American Library Association’s Office for Intellectual Freedom (ALA OIF) (librarians are well versed in the use of acronyms) has made several statements and resolutions on one’s use of a library with freedom to pursue all angles of ideas and that their freedom to pursue such ideas should be protected from unwarranted surveillance by polices and routines designed to hide user data from anyone other than the library user and the librarians who assist and provide reference services. This last part is mostly out of necessity because librarians work in libraries (of course). The ALA OIF has made statements viewable here and here on the use of National Security Letters (NSLs) justified by the USA PATRIOT Act and its renewal/reauthorization in which they do not deny the use, theoretically, of NSLs, but rather that the Letters are submitted only with very specific evidentiary requirements. The ALA OIF states, “WHEREAS, the ALA is committed to preserving the privacy rights of all persons in the United States, especially library users and library employees…” I mention this statement, and link to the ALA OIF, not to rage against NSLs, but to get the conversation into the open about privacy and one’s use of the library. Issues of national security NSLs and governmental control/collection of user data in libraries a connected but separate topic – one I have touched upon here in this draft-like student whitepaper from University of Illinois’ DSpace digital repository.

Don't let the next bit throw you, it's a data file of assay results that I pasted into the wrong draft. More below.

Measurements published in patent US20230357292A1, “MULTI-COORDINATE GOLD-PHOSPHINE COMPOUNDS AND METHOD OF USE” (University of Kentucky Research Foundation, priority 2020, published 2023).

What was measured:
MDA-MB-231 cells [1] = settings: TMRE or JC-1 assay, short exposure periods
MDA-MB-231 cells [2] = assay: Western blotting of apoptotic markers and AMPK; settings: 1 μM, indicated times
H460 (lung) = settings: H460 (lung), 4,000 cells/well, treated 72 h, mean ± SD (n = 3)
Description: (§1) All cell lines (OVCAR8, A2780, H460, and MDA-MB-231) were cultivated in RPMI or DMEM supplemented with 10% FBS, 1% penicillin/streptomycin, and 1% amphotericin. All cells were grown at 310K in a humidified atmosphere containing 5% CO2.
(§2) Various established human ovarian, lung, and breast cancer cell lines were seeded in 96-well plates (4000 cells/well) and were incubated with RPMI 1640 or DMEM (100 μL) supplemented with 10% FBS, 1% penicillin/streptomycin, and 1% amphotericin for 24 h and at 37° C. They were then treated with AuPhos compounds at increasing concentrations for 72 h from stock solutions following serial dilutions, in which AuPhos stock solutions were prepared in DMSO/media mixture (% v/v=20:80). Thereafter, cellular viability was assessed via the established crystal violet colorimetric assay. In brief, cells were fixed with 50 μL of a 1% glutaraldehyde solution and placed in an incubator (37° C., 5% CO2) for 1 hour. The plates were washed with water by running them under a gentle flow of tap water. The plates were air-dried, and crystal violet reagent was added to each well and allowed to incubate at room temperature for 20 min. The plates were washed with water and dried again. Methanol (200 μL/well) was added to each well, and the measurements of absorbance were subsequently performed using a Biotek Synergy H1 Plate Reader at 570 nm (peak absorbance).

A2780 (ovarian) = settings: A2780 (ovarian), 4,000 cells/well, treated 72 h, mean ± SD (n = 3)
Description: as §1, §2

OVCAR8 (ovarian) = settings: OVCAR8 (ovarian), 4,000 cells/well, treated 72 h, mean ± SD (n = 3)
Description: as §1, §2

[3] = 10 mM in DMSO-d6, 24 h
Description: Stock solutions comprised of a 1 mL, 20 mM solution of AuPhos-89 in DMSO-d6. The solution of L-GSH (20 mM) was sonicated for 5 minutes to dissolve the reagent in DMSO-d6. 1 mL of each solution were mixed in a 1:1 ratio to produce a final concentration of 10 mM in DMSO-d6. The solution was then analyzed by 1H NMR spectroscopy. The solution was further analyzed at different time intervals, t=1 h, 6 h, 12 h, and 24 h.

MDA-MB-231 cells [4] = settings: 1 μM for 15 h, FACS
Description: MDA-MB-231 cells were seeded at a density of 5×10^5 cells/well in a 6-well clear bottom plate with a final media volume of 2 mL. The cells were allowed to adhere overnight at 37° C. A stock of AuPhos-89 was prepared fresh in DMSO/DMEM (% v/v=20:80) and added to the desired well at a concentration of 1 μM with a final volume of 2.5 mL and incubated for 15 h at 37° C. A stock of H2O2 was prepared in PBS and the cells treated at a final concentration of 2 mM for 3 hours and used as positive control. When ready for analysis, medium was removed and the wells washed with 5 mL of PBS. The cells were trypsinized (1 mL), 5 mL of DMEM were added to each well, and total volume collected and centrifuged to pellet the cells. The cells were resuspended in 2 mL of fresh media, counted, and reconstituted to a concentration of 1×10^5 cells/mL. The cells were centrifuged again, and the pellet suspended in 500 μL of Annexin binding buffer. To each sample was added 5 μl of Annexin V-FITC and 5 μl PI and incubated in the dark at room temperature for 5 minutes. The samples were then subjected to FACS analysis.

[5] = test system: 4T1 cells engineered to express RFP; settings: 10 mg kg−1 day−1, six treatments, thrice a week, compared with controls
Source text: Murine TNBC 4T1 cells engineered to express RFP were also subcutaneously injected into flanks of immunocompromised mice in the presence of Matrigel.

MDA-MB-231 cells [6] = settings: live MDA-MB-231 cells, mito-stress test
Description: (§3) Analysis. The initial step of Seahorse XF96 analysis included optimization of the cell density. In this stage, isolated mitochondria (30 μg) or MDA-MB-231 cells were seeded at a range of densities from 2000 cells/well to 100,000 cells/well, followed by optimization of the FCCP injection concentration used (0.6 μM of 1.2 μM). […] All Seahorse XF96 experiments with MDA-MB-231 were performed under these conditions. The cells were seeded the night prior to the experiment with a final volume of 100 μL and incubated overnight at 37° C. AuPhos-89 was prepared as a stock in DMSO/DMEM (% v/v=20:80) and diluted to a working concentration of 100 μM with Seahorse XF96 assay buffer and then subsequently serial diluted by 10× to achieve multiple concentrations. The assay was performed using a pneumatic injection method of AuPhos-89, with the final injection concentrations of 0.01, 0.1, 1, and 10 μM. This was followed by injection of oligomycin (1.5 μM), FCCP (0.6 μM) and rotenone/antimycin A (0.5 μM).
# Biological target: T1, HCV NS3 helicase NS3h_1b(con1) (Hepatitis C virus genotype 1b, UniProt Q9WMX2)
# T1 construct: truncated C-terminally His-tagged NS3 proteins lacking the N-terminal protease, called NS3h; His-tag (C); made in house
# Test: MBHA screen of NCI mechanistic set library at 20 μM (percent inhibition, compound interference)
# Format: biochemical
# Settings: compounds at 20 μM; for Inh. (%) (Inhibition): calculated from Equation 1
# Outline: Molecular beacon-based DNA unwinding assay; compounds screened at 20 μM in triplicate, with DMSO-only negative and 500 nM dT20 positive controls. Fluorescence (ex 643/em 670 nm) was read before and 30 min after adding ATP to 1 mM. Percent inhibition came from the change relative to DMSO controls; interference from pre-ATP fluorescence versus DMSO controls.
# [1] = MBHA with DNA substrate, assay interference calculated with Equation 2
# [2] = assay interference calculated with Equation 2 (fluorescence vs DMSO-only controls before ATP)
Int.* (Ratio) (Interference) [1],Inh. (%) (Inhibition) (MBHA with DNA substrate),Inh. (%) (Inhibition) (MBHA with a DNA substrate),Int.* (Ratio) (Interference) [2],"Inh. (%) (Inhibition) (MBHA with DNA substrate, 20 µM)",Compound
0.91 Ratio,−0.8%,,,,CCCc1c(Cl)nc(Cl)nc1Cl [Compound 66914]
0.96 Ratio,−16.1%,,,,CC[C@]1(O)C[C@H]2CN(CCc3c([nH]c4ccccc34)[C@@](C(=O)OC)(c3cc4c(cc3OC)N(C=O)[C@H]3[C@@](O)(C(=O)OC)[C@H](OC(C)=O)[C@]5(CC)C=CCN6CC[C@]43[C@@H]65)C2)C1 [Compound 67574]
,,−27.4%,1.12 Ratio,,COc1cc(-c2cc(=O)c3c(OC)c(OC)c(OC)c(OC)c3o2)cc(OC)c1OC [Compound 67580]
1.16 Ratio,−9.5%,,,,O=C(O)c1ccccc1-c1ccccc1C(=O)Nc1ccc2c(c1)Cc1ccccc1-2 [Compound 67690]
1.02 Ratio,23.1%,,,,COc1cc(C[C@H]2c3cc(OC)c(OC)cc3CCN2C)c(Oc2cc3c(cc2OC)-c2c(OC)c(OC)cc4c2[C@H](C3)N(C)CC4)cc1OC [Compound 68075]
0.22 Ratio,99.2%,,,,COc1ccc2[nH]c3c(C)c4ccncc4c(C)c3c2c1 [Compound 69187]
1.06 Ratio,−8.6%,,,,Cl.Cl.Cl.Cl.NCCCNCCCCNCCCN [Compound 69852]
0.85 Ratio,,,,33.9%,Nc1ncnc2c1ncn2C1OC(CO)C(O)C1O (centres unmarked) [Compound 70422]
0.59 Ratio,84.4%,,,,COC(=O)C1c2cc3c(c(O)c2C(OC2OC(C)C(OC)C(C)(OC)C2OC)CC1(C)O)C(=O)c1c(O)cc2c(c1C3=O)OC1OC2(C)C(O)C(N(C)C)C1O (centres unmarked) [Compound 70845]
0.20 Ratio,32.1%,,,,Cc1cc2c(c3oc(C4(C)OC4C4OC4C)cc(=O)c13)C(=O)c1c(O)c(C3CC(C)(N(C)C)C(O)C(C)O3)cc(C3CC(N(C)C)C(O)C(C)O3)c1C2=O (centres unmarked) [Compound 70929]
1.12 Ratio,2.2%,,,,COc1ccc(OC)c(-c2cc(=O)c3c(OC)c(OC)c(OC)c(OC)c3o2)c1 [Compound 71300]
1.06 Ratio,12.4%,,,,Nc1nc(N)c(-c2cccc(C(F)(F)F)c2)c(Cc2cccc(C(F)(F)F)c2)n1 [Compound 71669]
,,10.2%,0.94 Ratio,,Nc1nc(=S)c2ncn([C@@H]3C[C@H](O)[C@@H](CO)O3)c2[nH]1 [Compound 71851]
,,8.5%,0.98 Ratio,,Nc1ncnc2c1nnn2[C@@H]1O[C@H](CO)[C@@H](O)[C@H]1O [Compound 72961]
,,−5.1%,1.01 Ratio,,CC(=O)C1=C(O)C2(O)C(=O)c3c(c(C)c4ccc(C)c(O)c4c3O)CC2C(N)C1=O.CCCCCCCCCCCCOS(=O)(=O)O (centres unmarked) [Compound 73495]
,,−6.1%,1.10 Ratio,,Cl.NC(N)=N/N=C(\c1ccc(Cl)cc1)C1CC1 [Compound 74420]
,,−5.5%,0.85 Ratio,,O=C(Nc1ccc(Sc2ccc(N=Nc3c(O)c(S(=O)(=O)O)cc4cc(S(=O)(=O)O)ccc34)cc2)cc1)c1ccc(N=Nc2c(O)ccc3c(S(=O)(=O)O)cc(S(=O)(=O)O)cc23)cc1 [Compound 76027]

Conflict of Interests
I see a conflict of interest inherent in the system right now with regards to increased traffic on ISNs, user-generated content and library’s encouragement of new media. All media is new when it comes out, but we love our terms. Everyone must categorize and provide schema for knowledge. This is why we like libraries – to put forth tools and thinking processes on how to work our way through the ever increasing subject areas and specializations. But categories and organization models have been in-use in libraries, both special and public, for a long time now and won’t go away with the internet. In fact, talk to any coder and page designer and you will hear about the increased use of tags, keywords and indexing – all of which fall under various definitions of use, value and debate themselves – depending on trends and context. Much of this has to do with the context of machine read information systems. But this context is precisely the point here. My context is libraries and their seemingly complete embrace of digital tools encouraging library users to “connect,” “engage,” and “interact.”